The Fed is winding down its asset purchase program and the historically weak month of September is now behind us.  So what's in store next?  Earnings season.  The stock market sends us signals all the time and given the recent performance of certain sectors and industry groups, we can surmise where to look for positive earnings surprises.  One of the best looking areas of the market technically right now is investment services ($DJUSSB).  Off the early August lows, the DJUSSB rose sharply (approximately 13%) over the next 6-7 weeks.  During this same period, the S&P 500 rose about 5%.  The relative strength in investment services has been trending higher since 2012 as can be seen in the chart below:

The red vertical line also shows how strongly this industry has performed over the past few months leading up to this earnings season.  That tells me we're likely to see some excellent quarterly results from companies within this space.

Railroads ($DJUSRR) have also been a shining star - not just over the past couple months, but throughout 2014.  There are going to be very high expectations for earnings within this transportation group for sure.  Check out the relative outperformance here:

I also placed a red vertical line on this chart that shows the strong relative strength of railroads over the past couple months leading up to Q3 earnings reports.

On Thursday, October 9th, I will be hosting a FREE webinar discussing the best ways to trade gaps resulting from earnings reports, among other topics.  With earnings season just around the corner, this will be quite timely.  For more information, simply CLICK HERE.

Happy trading!

Tom Bowley
Chief Market Strategist/Chief Equities Strategist
Invested Central/

Two Valuable Gems from Arthur and Greg

Hello Fellow ChartWatchers!

It was definitely a roller coaster ride for stocks this week.  The bears were firmly in control on Wednesday but then the Bulls roared back Friday on the strength of the US Employment numbers.  A quick glance at the Market Cap PerfChart shows that Large Caps were the big "winner" last week while Mid-Caps lost twice as much.

All this squabbling shows up clearly on the broader index charts as well.  Have you checked out the charts in Arthur Hill’s free “Market in a Nutshell” ChartPack recently?

Side Note: A ChartPack is a pre-created collection of SharpCharts and ChartLists that StockCharts Extra members can install with just a couple of clicks.  Last year, our Senior Technical Analyst, Arthur Hill, created a free ChartPack called “Market in a Nutshell.”  It’s a collection of 10 very useful charts that Arthur reviews every day.  If you are member of our Extra (or PRO) service, you can install the ChartPack by clicking on the “Your Account” link in the upper right corner of the page and then scrolling down to the “ChartPacks” area.  For more on installing and using ChartPacks, click here.

OK – sorry about that – here is one of the more interesting charts from Arthur’s collection:

(Click the chart for a live version)

This is a slightly modified version of Arthur's first chart - the S&P 1500 High-Low Line (I just shrunk it a little bit so it fits into the newsletter format).  Back on September 26th, this broad market indicator - one that very few people watch closely - gave a clear bearish signal confirming the red signal given by the non-cummulative version ($SUPHLP) several days earlier.  Since that is based on 1500 important stocks from all different market-cap categories, it is definitely a signal worth watching.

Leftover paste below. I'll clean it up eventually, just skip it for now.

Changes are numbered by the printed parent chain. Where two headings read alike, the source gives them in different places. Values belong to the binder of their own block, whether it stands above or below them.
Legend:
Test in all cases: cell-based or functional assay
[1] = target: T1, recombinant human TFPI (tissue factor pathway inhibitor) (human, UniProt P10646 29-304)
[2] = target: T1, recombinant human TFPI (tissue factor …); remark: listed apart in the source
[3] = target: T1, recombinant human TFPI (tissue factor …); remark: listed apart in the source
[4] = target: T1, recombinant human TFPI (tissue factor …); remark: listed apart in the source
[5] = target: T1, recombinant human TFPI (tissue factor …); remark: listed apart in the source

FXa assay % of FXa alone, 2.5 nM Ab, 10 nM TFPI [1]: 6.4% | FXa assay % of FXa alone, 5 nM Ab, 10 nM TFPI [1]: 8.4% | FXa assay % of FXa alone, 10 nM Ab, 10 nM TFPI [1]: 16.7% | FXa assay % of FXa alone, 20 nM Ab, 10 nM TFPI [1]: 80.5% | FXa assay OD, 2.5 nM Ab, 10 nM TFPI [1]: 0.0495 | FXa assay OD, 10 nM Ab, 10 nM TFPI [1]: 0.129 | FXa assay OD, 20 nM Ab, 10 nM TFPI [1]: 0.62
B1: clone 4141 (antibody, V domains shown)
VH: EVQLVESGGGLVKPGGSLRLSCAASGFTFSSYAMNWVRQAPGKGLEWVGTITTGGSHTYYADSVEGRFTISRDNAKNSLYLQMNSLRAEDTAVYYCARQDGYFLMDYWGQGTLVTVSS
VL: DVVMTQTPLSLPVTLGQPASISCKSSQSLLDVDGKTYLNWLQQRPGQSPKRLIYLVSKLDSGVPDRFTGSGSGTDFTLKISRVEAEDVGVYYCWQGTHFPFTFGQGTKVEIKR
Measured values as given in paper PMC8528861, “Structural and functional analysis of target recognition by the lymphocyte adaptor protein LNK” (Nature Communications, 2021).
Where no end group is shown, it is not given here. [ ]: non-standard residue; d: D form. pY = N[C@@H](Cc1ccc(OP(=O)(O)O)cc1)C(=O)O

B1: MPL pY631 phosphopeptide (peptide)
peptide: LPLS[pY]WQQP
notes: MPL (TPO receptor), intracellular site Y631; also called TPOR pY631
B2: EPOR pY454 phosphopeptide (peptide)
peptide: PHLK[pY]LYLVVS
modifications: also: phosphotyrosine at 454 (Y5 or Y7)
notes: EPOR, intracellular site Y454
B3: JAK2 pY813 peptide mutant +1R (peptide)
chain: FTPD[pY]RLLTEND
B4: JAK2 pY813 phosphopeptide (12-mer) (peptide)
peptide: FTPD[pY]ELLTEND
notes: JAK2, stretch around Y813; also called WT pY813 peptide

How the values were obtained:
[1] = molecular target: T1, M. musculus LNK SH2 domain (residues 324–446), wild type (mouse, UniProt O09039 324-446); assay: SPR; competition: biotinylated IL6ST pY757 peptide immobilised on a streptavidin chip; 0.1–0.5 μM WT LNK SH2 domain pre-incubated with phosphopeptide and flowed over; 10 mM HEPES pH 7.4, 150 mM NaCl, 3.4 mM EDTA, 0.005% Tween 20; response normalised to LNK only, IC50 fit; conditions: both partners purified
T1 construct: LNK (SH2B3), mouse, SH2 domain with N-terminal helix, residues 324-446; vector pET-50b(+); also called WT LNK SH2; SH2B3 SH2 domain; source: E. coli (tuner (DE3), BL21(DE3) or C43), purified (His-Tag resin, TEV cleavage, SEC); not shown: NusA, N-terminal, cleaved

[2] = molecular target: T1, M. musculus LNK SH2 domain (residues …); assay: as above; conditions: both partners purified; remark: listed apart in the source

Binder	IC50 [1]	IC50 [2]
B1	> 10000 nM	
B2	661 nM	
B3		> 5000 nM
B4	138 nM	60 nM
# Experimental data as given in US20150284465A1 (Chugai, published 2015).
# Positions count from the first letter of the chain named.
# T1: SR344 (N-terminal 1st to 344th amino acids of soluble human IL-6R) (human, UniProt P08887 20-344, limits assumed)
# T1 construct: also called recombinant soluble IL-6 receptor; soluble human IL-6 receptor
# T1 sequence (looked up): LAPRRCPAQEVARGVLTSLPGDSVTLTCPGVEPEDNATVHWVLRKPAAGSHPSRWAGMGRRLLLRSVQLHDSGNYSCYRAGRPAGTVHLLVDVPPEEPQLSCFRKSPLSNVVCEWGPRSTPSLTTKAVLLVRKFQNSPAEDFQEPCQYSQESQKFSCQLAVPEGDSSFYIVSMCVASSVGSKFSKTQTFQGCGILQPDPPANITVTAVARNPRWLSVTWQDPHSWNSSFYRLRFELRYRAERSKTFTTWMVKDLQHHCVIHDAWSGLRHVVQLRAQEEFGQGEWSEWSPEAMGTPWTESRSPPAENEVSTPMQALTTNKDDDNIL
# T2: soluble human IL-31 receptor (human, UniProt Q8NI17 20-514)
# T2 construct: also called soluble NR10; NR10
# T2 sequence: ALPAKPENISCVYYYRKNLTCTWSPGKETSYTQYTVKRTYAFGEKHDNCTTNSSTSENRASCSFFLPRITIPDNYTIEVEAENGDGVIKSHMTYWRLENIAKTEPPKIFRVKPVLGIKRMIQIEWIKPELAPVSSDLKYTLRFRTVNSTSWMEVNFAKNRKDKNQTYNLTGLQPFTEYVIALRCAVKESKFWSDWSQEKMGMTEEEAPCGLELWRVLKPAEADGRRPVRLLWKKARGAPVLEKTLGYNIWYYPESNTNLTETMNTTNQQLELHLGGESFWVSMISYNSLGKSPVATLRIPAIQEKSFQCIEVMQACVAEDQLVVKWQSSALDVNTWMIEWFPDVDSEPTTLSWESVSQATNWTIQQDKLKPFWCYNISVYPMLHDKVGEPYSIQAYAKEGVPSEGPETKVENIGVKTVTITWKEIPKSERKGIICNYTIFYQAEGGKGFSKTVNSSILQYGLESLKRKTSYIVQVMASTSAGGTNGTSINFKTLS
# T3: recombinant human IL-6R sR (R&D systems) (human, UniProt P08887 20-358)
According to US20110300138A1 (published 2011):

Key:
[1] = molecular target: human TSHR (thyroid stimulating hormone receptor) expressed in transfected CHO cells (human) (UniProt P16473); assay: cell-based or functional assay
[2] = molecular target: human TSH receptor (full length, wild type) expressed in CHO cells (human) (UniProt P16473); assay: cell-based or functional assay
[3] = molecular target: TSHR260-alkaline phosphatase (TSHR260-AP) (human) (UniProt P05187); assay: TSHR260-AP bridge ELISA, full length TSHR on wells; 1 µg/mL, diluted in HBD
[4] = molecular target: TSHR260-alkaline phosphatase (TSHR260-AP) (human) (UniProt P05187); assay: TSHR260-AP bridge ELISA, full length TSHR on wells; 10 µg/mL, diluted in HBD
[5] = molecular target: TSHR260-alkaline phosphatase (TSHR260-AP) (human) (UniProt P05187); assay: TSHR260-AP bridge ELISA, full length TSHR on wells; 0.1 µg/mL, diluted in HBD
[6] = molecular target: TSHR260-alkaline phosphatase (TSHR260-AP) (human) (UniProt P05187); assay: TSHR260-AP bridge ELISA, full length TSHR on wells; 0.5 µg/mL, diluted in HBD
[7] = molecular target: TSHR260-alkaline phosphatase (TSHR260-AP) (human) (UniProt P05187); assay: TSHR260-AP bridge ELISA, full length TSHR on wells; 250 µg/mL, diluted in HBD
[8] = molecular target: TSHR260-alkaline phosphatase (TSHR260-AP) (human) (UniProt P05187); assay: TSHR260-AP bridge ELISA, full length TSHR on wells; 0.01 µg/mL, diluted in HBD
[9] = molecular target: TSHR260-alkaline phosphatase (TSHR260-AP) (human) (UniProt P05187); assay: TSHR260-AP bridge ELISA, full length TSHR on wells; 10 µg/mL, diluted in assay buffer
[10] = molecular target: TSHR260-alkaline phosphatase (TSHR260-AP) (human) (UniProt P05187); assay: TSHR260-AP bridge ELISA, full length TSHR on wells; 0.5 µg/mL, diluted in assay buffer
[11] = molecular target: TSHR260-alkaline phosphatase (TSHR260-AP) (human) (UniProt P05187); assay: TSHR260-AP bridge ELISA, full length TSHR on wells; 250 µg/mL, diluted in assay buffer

Again, ChartPacks are a great resource for StockCharts members, but if you are like most people, you have to remember to use them after you install them!

Greg Schnell’s Thursday Webinars

The other big news from past two weeks is that we held two very successful webinars with Greg Schnell presenting.  We are continuing to explore the possibly ways that webinars can help our users.  Last Thursday, over 500 people attended Greg’s webinar and the feedback was overwhelmingly positive.  Based on that, we have tentatively scheduled additional webinars by Greg on every Thursday in October.

Each Thursday at 4:30pm Eastern (30 minutes after the markets close), we’ll hold a one hour live session with Greg.  The webinar format allows you to see Greg’s screen and hear his voice as he walks you through his charts.  He’ll cover his currently thoughts on the markets and then demonstrate how to use various features of  We also leave time at the end of the session for live Q&A.

If you have the bandwidth, you can click here to review last week’s webinar.

If you are interested in attending this Thursday’s upcoming webinar, first click here and follow the instructions for installing and testing the webinar software.  Make sure you use all the resources on that page to get the webinar software working smoothly otherwise you’ll just be frustrated when the webinar starts.

After you have verified that everything works, you can click here to register for our next webinar.  Greg and I are looking forward to seeing you in the (virtual) audience.

Look for us to expand our use of webinars soon.  As we improve things, we’ll be inviting Arthur Hill, John Murphy, Erin Heim, Tom Bowley, and others to join in the fun.  Stay tuned…

- Chip

SPY Forges 3-Stick Reversal at Key Retracement (video)

The S&P 500 SPDR (SPY) appears to be putting in another higher low that could signal the resumption of the long-term uptrend. First and foremost the long-term trend is up because SPY recorded a 52-week high less than three weeks ago. In addition, the charts shows a clear progression of rising peaks and rising troughs. Under this assumption, declines are viewed as corrections within the long-term uptrend. A reversal of this decline would end the correction and argue for a move to new highs.